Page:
Power plant standards to cut climate-changing carbon emissions will reduce other harmful air pollution and provide substantial human health benefits, according to a new study. The research shows that, depending on the policy options included in the final Clean Power Plan, the power plant standards could prevent thousands of premature deaths and hospitalizations, and hundreds of heart attacks in the United States every year.

In the new study, Health Co-benefits of Carbon Standards for Existing Power Plants, scientists at Harvard, Syracuse, and Boston University analyzed three options for standards to reduce carbon pollution from power plants. They modeled air quality and health benefits for these scenarios and compared them to business as usual in the year 2020. The analysis is called a “co-benefits” study because it focuses on the added benefits of a carbon standard that come from reducing other harmful power plant emissions such as sulfur dioxide, nitrogen oxides, and particulate matter. These pollutants are precursors to smog and soot that cause heart and lung disease, exacerbate asthma, and contribute to premature death.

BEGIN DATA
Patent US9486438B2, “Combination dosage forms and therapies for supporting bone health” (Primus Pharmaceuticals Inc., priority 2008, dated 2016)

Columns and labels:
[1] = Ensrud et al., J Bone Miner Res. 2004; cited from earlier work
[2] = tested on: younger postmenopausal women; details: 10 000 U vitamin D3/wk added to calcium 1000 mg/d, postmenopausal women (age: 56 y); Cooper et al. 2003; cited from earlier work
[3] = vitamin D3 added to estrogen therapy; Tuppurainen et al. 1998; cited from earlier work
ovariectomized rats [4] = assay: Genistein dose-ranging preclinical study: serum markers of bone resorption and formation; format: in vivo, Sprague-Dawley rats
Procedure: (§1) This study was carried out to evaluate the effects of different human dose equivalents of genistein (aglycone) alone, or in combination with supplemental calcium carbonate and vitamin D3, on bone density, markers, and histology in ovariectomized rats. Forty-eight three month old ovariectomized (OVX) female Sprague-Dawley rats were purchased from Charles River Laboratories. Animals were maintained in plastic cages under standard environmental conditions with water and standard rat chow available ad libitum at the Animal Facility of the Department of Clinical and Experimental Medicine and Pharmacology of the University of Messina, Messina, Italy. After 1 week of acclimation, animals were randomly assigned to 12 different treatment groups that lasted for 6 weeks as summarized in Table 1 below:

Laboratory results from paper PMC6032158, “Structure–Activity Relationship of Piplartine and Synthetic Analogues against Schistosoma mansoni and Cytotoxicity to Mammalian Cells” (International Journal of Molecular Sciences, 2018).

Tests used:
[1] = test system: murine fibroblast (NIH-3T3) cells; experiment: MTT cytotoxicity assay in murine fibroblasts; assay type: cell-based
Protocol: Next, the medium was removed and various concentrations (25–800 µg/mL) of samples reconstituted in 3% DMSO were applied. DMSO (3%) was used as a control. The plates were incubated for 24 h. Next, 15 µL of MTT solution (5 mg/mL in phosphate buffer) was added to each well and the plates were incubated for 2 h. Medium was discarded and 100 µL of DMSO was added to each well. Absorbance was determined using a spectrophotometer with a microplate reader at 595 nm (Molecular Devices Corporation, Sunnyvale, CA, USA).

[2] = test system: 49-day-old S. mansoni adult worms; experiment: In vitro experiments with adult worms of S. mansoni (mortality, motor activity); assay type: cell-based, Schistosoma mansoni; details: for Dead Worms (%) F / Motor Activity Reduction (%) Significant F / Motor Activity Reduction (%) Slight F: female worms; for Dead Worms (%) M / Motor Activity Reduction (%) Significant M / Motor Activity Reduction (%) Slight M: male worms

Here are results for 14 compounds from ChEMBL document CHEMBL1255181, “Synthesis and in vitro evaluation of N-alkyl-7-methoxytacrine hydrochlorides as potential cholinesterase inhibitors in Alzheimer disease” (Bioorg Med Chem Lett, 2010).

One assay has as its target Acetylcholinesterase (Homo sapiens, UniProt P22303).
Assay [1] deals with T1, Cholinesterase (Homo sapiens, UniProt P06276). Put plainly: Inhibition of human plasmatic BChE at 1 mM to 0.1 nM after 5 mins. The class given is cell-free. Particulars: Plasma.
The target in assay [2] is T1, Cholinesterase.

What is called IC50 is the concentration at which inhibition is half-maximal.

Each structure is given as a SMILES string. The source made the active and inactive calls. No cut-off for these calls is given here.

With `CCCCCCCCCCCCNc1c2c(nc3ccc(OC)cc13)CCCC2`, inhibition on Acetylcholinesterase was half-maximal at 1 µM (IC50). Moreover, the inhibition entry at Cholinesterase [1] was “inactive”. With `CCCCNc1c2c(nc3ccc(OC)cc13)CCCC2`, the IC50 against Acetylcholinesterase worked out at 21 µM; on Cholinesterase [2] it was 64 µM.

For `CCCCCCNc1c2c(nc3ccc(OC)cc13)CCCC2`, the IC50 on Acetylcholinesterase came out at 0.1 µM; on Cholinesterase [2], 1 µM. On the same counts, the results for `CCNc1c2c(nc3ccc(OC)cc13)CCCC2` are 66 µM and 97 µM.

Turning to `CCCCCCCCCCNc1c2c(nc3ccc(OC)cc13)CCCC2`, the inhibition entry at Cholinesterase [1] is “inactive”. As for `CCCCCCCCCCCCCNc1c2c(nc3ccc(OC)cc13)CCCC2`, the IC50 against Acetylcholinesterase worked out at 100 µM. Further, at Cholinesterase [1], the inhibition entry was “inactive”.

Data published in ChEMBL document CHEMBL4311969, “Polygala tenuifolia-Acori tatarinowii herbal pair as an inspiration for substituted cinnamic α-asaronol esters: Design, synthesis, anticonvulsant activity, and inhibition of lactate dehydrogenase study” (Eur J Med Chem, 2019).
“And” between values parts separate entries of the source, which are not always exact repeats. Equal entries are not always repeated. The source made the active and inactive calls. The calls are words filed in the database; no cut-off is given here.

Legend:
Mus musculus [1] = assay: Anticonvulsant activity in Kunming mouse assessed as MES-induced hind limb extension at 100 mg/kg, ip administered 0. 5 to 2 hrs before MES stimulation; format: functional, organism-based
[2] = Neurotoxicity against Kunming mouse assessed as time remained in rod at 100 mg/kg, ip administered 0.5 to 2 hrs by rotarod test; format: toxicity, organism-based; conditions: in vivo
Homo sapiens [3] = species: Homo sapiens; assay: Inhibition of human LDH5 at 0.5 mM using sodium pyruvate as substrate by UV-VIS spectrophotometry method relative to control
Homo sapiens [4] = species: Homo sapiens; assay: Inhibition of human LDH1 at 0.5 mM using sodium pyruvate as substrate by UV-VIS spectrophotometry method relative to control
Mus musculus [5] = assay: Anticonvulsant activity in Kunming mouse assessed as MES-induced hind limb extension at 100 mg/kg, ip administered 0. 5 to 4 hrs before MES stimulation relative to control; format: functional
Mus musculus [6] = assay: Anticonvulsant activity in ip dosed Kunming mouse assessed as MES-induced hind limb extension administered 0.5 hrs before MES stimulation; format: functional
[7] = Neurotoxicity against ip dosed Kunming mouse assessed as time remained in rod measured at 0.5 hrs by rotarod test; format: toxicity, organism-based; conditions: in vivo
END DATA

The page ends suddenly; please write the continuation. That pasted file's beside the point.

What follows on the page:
“Our study shows that standards to cut carbon emissions from power plants can reduce other harmful pollutants, leading almost immediately to cleaner air and improved health,” said co-author Jonathan Buonocore of Harvard School of Public Health. These added health benefits would help address ongoing air pollution impacts in the U.S.

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